Readers such as Mom and her friends always love a good story, and I have one about Mom and her family I’ll share with you now. Mom once told me she was believer in Fate, and this is a strange case in point. One day in the fall of 1973 I went with some friends to the seaside town of Point Pleasant, New Jersey, where my English grandmother Edith-my mother’s mother-was living. My buddies went off to beach while I dropped in on grandma, whose birthday it happened to be. Over tea at her kitchen table, she told me the following tale: When she was 18 and living in Putney, a suburb of London famous for its annual regatta between the Cambridge and Oxford University rowing teams, she went to see a gypsy fortune teller, who told her that she would take short trip across the water, and then a long trip across the water, after which she would not return to England.  
         Some time afterwards, she was sitting at home in her second-story flat when she saw a handsome man walking on the street below. She turned to her mother, pointed him out, and announced that this was the man she was going to marry.

Edith was right. The handsome stranger, a shy young fellow from Northern Ireland named Robert Bleakley, soon turned up as the organist in her church, and he couldn’t understand why my grandmother was so crazy about him. But grandma got her man, and the two were married and returned to Northern Ireland. There they had three children, including Mom. That was the short trip across the water.

            Times got tough in Ulster, though, so in the mid 1920s my grandfather had to leave Northern Ireland and take his family to Pennsylvania, where his brother had already established himself. That was the long trip across the water. Grandpa found work, prospered, and the couple never went back to England except for a brief visit in their later years. The gypsy’s prophecy proved true.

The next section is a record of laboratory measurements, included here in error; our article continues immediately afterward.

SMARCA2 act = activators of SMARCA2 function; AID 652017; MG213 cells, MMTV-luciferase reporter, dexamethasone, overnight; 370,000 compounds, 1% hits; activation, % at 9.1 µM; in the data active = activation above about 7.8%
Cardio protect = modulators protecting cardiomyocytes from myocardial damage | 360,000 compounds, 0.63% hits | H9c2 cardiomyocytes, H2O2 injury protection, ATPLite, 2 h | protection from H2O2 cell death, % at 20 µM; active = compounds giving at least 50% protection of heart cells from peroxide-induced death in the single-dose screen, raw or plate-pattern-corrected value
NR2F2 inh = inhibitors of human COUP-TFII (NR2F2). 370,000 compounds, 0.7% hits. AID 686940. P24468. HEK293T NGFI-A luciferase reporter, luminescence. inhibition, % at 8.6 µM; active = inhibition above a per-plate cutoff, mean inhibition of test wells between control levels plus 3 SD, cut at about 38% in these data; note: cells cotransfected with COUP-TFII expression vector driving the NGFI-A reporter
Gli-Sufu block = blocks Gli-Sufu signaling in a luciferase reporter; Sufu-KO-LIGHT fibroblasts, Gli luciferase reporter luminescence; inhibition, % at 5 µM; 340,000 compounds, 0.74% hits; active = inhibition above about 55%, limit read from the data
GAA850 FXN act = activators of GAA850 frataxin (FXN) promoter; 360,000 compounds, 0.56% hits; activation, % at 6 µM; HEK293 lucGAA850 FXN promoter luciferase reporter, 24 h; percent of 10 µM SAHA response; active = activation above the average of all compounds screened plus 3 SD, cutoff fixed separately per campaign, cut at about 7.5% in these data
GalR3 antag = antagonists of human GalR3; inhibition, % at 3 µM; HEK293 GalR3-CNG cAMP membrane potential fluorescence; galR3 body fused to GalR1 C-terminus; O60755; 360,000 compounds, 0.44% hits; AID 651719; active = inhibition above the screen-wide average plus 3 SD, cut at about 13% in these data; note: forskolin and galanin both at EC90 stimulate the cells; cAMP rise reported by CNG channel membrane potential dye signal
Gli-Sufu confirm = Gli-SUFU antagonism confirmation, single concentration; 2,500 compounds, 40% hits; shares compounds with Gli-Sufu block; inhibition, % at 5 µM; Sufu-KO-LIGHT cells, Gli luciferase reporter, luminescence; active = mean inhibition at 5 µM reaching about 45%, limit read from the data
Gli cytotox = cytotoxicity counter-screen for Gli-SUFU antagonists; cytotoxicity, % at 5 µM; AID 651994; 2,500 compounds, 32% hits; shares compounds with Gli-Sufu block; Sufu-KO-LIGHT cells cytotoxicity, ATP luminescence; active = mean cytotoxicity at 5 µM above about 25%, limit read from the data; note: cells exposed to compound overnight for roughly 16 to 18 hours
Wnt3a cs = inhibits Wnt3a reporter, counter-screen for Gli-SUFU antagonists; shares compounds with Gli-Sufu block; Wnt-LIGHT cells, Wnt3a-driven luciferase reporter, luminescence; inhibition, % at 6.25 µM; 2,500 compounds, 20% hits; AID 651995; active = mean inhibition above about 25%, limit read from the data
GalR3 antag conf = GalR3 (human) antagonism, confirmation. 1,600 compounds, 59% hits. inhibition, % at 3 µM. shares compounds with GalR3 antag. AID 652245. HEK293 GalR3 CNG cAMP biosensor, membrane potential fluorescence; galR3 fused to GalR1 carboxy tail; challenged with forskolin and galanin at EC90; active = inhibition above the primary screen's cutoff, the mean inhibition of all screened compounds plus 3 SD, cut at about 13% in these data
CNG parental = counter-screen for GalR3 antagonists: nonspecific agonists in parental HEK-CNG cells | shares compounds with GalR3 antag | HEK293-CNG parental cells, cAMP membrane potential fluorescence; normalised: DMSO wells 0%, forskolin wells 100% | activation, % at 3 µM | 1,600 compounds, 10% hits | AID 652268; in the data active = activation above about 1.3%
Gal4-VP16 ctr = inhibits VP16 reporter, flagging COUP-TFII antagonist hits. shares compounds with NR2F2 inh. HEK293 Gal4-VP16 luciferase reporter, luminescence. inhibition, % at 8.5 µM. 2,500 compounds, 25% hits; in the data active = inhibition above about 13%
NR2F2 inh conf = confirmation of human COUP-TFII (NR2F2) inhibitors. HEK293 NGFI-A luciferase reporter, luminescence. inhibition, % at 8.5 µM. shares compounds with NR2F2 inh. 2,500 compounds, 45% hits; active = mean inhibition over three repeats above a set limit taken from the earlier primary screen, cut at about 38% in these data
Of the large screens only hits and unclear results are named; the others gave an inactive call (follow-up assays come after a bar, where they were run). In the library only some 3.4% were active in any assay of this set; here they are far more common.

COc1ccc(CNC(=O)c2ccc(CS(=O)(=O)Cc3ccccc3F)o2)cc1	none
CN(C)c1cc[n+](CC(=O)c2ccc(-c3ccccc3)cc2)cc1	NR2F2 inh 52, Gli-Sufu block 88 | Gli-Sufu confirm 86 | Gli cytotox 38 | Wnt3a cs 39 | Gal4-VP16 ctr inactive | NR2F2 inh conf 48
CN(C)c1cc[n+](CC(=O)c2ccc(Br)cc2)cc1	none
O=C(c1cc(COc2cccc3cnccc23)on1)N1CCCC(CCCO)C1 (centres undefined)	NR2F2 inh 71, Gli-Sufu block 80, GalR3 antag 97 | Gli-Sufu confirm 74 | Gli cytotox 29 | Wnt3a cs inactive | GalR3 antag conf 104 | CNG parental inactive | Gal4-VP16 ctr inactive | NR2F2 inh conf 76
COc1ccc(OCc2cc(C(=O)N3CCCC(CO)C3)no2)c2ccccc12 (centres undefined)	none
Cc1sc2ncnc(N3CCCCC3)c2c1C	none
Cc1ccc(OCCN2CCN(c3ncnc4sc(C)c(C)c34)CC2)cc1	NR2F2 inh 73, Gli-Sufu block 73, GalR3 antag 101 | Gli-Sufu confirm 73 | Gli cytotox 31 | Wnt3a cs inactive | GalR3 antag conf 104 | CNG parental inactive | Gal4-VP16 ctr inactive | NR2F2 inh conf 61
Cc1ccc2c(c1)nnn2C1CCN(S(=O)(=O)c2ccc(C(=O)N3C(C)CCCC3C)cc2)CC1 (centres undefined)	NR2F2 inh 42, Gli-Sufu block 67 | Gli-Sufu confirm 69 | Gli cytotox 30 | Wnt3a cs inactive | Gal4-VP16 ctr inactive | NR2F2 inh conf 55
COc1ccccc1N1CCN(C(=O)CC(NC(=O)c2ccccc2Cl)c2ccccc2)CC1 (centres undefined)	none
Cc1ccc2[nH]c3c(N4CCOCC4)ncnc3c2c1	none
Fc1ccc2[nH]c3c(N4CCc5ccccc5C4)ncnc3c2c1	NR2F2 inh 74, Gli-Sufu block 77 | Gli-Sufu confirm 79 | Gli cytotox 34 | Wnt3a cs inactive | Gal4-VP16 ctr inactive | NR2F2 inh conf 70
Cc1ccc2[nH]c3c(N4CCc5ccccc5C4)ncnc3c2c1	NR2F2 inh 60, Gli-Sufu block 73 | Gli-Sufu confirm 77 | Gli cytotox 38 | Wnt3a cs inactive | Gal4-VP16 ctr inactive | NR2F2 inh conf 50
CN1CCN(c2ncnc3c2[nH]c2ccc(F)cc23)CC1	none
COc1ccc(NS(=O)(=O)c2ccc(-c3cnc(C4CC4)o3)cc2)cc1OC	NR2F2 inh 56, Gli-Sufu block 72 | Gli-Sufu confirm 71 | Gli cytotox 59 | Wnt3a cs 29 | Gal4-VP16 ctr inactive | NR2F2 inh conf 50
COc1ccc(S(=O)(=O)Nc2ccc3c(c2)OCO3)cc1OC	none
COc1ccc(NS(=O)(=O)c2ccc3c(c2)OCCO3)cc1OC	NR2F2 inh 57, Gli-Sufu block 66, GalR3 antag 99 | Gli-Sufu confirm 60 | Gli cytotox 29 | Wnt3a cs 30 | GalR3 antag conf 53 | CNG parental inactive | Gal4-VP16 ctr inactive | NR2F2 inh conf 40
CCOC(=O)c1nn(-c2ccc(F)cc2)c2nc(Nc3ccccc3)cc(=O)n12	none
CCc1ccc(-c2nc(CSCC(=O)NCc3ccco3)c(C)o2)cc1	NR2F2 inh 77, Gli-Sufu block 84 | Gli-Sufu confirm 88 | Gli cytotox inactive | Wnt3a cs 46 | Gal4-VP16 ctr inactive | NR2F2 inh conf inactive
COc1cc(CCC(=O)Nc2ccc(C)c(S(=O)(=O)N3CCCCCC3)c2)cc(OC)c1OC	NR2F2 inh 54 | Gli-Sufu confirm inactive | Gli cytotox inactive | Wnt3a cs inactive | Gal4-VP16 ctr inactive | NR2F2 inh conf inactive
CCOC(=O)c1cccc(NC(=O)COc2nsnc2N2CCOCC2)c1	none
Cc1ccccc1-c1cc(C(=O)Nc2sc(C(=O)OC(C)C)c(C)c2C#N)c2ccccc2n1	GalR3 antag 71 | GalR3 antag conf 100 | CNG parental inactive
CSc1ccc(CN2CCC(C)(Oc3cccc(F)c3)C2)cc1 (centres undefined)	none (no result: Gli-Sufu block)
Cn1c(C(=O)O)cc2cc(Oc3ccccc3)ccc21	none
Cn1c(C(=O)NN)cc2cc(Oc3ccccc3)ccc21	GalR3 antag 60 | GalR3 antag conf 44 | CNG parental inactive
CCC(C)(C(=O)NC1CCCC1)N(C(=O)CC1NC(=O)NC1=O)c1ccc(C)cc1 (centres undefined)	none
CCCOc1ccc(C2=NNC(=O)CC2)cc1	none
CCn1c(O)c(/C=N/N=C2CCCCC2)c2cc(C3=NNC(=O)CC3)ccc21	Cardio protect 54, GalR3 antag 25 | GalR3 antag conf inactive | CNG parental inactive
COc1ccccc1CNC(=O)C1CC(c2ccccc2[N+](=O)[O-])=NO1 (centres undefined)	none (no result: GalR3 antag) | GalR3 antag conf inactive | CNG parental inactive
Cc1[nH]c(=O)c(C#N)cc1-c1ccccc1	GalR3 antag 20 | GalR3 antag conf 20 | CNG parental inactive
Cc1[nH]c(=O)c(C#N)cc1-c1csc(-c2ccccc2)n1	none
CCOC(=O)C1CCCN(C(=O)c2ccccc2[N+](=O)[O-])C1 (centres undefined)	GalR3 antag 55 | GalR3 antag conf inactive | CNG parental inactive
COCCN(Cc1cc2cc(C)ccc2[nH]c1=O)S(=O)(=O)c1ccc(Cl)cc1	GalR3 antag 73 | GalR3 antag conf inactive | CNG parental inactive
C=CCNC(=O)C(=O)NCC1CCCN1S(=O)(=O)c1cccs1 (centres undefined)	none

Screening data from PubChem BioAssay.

But now I must move on to the substance of my eulogy- the qualities for which I will always remember my mother. The first of these was her optimism. You may know the difference, for example, between an optimistic kid and a pessimistic one-the pessimistic kid sits in a roomful of new toys and cries because he is afraid they will break if he tries to play with them, while the optimistic kid sits in a room full of horse manure, starts shoveling down to the floor, and exclaims, “There’s got to be a pony under here somewhere.” Mom was that kind of optimist. No matter what happened, she always believed things would turn out OK, and the good times would roll again. And for the most part, in her life, they did. Even recently, she was telling my brother the economy would get bounce back, and all would be well again. Let’s hope she was right. The example of Mom’s optimism has proved invaluable to me during the challenges I have had to face in my life, and for that I thank her.

The second quality for which will I hold my mother’s memory dear was her strength. She firmly believed in the power of love and had to endure two divorces before finding a man with whom she felt compatible. More grimly, she showed great strength in the 12 year battle with cancer that she finally lost this week. I’d call her up when she was suffering from the side effects of chemotherapy and ask her how she felt. Okay, she would say, but I knew it wasn’t true. She was made of stern stuff, and again, her example has helped my through the hard times we all must weather in this life.

Finally there was her wisdom. When I was a child and my first day of school came, she knew I hoping, as any kid would, to make new friends. She gave me two gems of advice that day which I’ll never forget: first, “If you want to make a friend, be a friend.” And second, “Your friend is the one who knows your faults but likes you anyway.” Those maxims were perhaps the best guidance on the subject of friendship a child of my age ever could have gotten.

           But now Mom is gone from the earth. The Bible tells us that Jesus Christ arose from his tomb on Easter Sunday to teach the world that, in the words of a famous bluegrass song, “Death is only a dream” The spirit, it is my conviction, never perishes. We only weep today because our mortal eyes cannot see that land where Mom’s soul has found peace. If the words of Jesus Christ, Gautama Buddha, Sri Krishna, Lao Tzu, and all the other great saints and sages of history are to be believed, this world of pain and sorrow is naught but a veil drawn across the face of the immortal God to whom all our souls will ultimately return. As we mourn our loss and remember Mom’s long and full life today, from this let us take comfort.